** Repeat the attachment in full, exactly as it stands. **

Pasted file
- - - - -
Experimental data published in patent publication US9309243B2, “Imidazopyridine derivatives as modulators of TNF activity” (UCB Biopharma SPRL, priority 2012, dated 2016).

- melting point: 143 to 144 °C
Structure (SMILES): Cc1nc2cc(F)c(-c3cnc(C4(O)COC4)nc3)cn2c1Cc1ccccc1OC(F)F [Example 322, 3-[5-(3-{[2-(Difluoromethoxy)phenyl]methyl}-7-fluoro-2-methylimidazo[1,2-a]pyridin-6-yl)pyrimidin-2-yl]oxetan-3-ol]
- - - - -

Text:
Experimental data published in patent publication US9309243B2, “Imidazopyridine derivatives as modulators of TNF activity” (UCB Biopharma SPRL, priority 2012, dated 2016).

- melting point: 143 to 144 °C
Structure (SMILES): Cc1nc2cc(F)c(-c3cnc(C4(O)COC4)nc3)cn2c1Cc1ccccc1OC(F)F [Example 322, 3-[5-(3-{[2-(Difluoromethoxy)phenyl]methyl}-7-fluoro-2-methylimidazo[1,2-a]pyridin-6-yl)pyrimidin-2-yl]oxetan-3-ol]